Is it Scholarly?

Instructors often require that you use scholarly sources in your assignments. Answering these questions will help you determine whether the article you are working with is scholarly.

What does Scholarly mean?

A scholarly article is one that was written by an authority on the topic and published in a reputable journal. Often the research has gone through a review process by other experts to ensure that the results are accurate and presented without bias. This is called peer-review. Scholarly journals typically:

  • Are published or sponsored by professional societies or associations
  • Include a list of reviewers or editorial board members
  • Have a current website with an archive of past issues
  • Are free of misspelling and grammatical errors, dead links, statements promising rapid publication and odd or questionable content
  • Do not charge authors for publication of their work

Worksheet: How to evaluate an online journal

How can I tell if an article is scholarly?

The author cites sources

Styles vary, but there will be an in-text citation (Author, 2017) or a footnote indicating where the author found the information they are referencing. 

There is a bibliography or list of references

A bibliography or list of references is a list at the end of the article detailing where the author found the information cited. 

The title of the article reflects its content

Be wary of sensational or alarmist titles.

The content is organized

A scholarly journal article usually has an abstract at the beginning to explain the research and findings in brief. Articles should be organized into the following sections:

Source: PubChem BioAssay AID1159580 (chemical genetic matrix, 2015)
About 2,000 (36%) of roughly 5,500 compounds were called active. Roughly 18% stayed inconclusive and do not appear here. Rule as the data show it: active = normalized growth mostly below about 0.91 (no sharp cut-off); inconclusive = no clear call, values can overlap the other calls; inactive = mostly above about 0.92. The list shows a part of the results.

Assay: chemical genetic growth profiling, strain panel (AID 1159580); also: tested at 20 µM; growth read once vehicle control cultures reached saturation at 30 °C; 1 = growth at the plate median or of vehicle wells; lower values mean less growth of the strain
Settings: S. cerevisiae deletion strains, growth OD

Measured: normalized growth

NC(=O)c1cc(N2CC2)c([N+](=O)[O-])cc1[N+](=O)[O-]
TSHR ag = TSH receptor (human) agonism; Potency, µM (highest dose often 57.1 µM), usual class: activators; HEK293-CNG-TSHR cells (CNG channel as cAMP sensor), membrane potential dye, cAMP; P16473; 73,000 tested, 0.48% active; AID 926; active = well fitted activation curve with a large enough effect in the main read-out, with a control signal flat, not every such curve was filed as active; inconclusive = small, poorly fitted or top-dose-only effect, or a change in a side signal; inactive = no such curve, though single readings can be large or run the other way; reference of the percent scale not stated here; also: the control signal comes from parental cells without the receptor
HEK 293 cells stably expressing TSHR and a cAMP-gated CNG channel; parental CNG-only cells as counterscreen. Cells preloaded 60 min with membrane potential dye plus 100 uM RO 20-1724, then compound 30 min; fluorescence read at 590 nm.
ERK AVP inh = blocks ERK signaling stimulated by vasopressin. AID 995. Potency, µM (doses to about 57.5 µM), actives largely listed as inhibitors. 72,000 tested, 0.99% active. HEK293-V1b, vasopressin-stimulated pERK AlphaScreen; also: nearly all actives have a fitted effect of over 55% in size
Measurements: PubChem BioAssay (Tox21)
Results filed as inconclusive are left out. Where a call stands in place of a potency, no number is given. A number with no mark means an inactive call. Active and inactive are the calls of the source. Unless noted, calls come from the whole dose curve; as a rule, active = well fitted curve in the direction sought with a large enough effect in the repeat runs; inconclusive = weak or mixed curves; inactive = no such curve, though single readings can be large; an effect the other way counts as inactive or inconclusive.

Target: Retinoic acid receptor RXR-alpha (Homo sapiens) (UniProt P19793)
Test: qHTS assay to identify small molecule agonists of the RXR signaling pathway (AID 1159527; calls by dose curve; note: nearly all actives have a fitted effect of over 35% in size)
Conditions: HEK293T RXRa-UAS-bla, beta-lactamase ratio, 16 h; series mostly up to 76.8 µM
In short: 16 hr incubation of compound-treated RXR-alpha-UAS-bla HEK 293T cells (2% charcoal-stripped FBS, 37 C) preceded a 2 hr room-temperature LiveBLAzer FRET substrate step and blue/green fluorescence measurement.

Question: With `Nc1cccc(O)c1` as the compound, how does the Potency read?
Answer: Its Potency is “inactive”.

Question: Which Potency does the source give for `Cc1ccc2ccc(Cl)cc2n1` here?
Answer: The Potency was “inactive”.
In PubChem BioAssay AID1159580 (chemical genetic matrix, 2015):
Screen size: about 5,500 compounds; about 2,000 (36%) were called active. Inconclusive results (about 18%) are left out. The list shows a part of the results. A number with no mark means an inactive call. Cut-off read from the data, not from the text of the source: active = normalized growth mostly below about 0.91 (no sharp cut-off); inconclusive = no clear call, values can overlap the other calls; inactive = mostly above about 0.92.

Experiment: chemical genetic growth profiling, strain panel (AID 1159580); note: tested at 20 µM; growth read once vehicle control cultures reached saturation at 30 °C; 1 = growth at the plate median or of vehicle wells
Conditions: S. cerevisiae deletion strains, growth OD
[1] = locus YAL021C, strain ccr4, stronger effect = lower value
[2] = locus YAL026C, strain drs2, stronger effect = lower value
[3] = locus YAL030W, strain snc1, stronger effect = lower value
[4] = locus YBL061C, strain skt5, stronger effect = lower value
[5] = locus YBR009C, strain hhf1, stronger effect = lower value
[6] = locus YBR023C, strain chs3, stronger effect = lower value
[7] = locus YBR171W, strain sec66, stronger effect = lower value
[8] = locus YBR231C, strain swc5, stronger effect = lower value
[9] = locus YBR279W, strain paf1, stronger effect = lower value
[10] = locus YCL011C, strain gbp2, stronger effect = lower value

• Introduction or Literature Review 
  • Theory or Background
  • Subjects
  • Methods
  • Results
  • Discussion
  • Reference List

The author's credentials are listed

Look for the authors’ degree credentials as well as who sponsors their work. 

The article states its purpose

The article should specify that it is based on either original research or authorities in the field, as opposed to personal opinion.

The article supports its claims

Supporting diagrams or illustrations are often included in scholarly articles. 

You found it in a reliable source

Most library databases will allow you to filter by scholarly or peer review, and some contain only scholarly content: Medline, CINAHL, ERIC, Social Science Abstracts, Humanities Index, PsycInfo, and JSTOR are a few. Evaluate articles found elsewhere by the above criteria to determine if they are scholarly. 

How to find scholarly sources

A search from the library homepage can be filtered to show only scholarly or peer-reviewed sources using the choices in the left-hand menu bar. Most databases will also allow you to filter this way. The reference lists or bibliographies of other scholarly articles are also a good source, but you will need to evaluate them independently. 

What is not scholarly?

You may find articles from popular magazines, newspapers, trade publications, websites, corporate reports, or other resources while doing research on your topic. These types of publications:

  • Are written by journalists or tradespeople
  • Are intended for a broad audience
  • Tend not to include references to back up their claims
  • Can be based on personal opinion

These may be good resources depending on your assignment, but are not considered scholarly. 

Still not sure?

Ask A Librarian

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